Want Black Slavery Reparations? Here’s 30+ Mother Jones autobiography quotes to the contrary


The call to pay reparations to descendants of black American slaves boils down to two basic arguments. The first is that black slaves (as well as blacks living since slavery ended) suffered so severely that their descendants deserve to get paid for it. The second is that today’s black Americans would be so much wealthier if only their ancestors had been paid like white workers were.

Anybody who believes that these arguments justify billions or trillions of dollars of reparations paid to black Americans, while denied to other Americans, should read the autobiography of labor activist Mary Harris “Mother” Jones, which shows how white American industrial workers of the late 1800s and early 1900s suffered every bit as bad as black American slaves and also were paid too little to pass anything to future generations. The fact that white industrial slaves suffered as much as black slaves is proof that our nation’sstruggle (and the world’s) has always been a class struggle far more than a racial one.

I recommend this book, not only because it is short, but because it was written by somebody who witnessed these things personally. But if you don’t have time for the book, or you would like a preview, here are some important quotes that will help you understand a more complete American history. I have divided them up by category.

Those who support black slavery reparations will argue, before even reading this article, that none of it matters because white Americans “chose” to suffer these things or “chose to come here [America],” that they were not forced to work or brought here against their will. So let me address that first, before we get into the details.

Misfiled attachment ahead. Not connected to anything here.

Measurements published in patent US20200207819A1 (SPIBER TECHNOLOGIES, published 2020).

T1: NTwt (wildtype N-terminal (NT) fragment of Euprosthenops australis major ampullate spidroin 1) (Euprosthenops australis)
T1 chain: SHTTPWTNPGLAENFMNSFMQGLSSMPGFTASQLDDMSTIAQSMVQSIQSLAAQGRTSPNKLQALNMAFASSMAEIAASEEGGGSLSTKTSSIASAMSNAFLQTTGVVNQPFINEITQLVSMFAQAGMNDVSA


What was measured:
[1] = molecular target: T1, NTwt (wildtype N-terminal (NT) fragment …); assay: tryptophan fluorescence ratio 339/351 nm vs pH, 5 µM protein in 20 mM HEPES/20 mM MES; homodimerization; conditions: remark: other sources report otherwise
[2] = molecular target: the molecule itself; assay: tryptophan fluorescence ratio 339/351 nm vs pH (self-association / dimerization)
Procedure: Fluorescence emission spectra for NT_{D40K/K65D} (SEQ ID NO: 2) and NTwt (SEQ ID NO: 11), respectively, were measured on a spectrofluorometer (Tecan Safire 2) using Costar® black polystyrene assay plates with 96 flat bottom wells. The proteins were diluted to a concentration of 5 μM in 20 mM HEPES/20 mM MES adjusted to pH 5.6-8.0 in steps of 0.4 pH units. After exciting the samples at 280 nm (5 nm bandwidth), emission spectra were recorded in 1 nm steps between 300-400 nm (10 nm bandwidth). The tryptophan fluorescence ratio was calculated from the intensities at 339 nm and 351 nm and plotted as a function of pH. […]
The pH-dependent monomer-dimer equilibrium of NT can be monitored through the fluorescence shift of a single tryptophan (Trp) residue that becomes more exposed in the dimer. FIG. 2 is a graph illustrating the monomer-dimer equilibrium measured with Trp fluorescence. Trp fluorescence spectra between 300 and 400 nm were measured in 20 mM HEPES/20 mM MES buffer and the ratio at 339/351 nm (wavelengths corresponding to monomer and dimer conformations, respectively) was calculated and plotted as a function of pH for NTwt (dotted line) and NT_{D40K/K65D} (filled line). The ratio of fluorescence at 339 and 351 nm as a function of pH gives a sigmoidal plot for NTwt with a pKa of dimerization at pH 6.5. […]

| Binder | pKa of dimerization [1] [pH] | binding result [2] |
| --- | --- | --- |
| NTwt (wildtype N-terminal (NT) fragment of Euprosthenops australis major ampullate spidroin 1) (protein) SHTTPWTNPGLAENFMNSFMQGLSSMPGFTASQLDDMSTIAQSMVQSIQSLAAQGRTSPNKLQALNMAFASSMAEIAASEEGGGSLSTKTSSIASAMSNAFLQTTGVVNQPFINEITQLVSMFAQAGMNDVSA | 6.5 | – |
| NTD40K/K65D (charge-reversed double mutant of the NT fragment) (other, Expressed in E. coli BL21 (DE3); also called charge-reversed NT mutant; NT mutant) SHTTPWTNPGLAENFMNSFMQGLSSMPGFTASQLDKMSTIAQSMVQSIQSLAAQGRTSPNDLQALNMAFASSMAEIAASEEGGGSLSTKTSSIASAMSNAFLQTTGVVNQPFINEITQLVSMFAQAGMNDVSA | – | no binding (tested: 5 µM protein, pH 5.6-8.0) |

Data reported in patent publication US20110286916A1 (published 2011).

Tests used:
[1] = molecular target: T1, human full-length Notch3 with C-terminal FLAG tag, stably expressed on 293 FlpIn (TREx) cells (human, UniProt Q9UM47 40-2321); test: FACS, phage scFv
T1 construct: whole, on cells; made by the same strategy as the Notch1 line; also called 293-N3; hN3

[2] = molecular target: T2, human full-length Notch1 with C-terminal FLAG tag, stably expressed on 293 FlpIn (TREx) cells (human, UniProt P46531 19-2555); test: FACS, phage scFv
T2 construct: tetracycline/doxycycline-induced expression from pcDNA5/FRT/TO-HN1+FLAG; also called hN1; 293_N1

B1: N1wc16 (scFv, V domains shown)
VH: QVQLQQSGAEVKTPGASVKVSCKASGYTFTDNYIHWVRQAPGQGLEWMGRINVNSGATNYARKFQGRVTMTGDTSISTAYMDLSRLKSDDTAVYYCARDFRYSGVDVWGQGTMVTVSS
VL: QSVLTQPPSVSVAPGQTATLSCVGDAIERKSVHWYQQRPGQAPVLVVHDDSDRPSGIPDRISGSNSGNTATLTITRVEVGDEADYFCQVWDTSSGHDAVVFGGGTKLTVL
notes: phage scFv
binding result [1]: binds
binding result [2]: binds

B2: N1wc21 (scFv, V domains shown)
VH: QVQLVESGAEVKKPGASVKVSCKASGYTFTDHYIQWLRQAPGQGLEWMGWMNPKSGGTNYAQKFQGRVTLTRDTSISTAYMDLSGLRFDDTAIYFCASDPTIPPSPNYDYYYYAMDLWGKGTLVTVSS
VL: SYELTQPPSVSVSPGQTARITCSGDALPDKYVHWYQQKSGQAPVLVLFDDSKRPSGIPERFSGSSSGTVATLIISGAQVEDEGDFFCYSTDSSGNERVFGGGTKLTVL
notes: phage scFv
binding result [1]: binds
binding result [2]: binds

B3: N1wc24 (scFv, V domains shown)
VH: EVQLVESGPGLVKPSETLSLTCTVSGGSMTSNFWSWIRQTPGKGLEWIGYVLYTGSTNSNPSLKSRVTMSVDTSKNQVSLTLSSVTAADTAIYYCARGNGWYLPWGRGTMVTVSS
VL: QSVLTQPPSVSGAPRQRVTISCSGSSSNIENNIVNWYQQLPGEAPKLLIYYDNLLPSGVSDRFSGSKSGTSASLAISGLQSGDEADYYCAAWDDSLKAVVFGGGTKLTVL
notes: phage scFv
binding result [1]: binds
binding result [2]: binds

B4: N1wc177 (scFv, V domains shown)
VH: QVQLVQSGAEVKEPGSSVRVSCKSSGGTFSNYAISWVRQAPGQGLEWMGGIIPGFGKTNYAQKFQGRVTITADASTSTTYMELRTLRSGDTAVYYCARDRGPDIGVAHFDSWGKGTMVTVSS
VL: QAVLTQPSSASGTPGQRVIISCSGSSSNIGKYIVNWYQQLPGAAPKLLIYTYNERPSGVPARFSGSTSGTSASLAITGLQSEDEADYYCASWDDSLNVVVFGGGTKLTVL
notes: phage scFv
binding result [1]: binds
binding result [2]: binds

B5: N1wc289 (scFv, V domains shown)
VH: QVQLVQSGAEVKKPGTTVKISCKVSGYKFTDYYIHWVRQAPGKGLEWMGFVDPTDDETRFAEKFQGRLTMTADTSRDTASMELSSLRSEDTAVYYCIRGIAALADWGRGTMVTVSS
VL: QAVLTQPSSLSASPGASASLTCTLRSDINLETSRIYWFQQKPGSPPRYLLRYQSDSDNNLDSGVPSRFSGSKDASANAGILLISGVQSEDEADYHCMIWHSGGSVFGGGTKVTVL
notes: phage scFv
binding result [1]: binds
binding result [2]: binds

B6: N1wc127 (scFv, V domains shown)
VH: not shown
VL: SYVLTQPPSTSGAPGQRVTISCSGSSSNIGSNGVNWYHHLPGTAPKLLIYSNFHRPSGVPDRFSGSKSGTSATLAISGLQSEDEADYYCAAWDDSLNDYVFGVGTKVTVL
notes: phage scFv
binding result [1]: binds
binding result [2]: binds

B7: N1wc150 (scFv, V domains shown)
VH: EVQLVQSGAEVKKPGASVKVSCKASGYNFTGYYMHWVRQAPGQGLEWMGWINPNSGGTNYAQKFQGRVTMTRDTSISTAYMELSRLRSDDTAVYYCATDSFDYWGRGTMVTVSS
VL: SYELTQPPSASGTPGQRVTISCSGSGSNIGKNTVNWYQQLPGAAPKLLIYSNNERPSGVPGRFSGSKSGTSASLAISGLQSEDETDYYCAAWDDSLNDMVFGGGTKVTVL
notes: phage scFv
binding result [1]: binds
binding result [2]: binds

Did whites have a choice?

Page 40: “In a single block in Kensington… Mothers of 22 children under 12 explained it [oppressive child labor] was a question of starvation… That the fathers had been killed or maimed at the mines.”

Viewpoint: The reality is that their “choice” was between starvation and working in agonizing conditions. They didn’t get free food, shelter, and basic healthcare, like black slaves did. They lived in a world of corporate dependency in which they lacked the means to provide for themselves, so they were fully dependent upon those who possessed the means. If those who possessed the means severely oppressed them, they had no choice but to endure it.

Page 5: “From 1880 on… The enormous immigration from Europe crowded the slums, forced down wages, and threatened to destroy the standard of living fought for by American working men.“

Page 14: “There was always a surplus of immigrant labor, solicited in Europe by the coal companies, so as to keep wages down to barest living… 14 hours a day was not uncommon… Families lived in company-owned shacks that were not fit for their pigs. Children died by the hundreds…”

Viewpoint: These passages counter the reparationist’s argument that “white people chose to come here,” meaning that Europeans liked American industrial labor conditions so much that they chose to cross the ocean to suffer them.

While Mother Jones herself was an immigrant, and she consistently stood for the rights of both immigrants and native-born laborers, she couldn’t help but tell the truth that too much immigration had decimated the lives of working class Americans, even those whose families had been here for decades, to the point that they were no better off than black slaves had been.

Furthermore, American industry, in this case the coal companies, deceived Europeans into coming to America with promises of secure jobs and good housing, only for them to find themselves used as scabs to break a strike and then left unemployed and homeless.

Page 132: “Organizers would come in with bandages on their heads… Foreigners were forever rushing in with tails of violence. They did not understand. Wasn’t this America? Hadn’t they come to America to be free?”